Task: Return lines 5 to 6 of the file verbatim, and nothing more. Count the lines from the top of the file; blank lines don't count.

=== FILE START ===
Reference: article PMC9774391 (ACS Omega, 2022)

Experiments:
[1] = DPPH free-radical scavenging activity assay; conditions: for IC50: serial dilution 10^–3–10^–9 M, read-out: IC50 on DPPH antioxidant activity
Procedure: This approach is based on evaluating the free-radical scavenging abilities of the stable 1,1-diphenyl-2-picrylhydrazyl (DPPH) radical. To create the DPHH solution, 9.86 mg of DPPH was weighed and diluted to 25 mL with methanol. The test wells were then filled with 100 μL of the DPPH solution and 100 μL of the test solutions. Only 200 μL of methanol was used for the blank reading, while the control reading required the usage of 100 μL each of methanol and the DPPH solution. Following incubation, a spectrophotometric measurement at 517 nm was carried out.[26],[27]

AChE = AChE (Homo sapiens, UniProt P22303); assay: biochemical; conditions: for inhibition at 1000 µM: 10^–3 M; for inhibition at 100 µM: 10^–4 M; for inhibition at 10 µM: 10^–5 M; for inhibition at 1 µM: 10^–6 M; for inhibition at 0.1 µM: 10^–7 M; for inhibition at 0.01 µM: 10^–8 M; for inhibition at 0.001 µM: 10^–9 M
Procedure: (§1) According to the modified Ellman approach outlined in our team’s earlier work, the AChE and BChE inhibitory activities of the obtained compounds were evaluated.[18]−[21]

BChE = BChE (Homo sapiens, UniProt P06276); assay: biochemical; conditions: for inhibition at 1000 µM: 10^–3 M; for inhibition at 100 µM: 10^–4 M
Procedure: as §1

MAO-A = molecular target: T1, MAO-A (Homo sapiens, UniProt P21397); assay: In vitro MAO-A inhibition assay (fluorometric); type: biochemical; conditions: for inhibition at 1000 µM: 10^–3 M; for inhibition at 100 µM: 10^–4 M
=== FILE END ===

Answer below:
AChE = AChE (Homo sapiens, UniProt P22303); assay: biochemical; conditions: for inhibition at 1000 µM: 10^–3 M; for inhibition at 100 µM: 10^–4 M; for inhibition at 10 µM: 10^–5 M; for inhibition at 1 µM: 10^–6 M; for inhibition at 0.1 µM: 10^–7 M; for inhibition at 0.01 µM: 10^–8 M; for inhibition at 0.001 µM: 10^–9 M
Procedure: (§1) According to the modified Ellman approach outlined in our team’s earlier work, the AChE and BChE inhibitory activities of the obtained compounds were evaluated.[18]−[21]